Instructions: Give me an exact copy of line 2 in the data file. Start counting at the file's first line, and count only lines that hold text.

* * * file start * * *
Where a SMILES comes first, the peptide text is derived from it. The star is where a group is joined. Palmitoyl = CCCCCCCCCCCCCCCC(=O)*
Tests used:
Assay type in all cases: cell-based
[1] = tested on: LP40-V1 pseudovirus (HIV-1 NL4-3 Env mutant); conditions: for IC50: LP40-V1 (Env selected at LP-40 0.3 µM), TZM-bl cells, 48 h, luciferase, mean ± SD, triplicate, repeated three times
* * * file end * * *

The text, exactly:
Tests used: